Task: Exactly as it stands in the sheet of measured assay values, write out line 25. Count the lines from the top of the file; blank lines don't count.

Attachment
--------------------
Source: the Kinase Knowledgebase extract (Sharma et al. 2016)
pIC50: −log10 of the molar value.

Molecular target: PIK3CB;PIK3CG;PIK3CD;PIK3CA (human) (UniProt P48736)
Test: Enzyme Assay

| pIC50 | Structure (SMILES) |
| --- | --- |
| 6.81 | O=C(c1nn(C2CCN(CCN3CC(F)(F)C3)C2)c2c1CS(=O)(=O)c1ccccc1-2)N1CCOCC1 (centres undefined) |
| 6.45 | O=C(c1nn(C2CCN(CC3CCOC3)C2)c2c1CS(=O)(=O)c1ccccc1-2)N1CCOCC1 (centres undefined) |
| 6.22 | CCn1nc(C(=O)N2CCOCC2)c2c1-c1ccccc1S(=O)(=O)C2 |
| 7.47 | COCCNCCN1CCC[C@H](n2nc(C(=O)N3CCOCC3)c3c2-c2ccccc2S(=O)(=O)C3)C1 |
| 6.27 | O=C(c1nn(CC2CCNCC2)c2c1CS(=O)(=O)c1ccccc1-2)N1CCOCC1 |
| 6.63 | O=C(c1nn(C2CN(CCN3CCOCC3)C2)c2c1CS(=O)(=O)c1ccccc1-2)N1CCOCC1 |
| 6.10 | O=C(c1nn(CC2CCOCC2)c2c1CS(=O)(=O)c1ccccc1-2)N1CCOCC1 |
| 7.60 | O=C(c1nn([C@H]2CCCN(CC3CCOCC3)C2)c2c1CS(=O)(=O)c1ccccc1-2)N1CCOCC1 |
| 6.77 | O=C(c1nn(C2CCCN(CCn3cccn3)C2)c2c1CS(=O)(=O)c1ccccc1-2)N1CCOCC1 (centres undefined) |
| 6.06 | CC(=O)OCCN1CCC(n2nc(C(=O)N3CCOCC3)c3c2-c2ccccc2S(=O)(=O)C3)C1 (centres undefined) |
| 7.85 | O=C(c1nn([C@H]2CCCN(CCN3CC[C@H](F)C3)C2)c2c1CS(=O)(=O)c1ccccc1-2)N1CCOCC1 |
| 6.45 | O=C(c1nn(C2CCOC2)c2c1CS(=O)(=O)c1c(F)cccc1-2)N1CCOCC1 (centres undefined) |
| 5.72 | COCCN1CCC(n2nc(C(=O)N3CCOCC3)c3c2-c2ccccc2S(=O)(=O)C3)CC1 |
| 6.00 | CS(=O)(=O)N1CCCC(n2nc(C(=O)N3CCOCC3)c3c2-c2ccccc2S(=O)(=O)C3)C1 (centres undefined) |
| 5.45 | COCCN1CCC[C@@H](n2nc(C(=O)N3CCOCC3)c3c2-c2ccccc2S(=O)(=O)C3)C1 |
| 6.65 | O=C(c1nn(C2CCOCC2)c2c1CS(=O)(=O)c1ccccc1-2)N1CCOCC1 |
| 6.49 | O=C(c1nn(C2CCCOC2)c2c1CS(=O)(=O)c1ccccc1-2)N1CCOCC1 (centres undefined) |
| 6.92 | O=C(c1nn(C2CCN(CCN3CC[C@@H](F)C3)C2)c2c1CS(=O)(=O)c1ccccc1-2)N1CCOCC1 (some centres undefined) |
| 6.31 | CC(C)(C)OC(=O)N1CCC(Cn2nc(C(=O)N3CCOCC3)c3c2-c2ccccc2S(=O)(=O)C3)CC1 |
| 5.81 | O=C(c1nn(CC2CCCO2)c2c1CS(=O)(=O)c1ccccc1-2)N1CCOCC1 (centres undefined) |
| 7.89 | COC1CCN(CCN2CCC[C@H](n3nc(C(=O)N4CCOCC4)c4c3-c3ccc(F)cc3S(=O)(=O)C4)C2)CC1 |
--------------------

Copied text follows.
| 6.31 | CC(C)(C)OC(=O)N1CCC(Cn2nc(C(=O)N3CCOCC3)c3c2-c2ccccc2S(=O)(=O)C3)CC1 |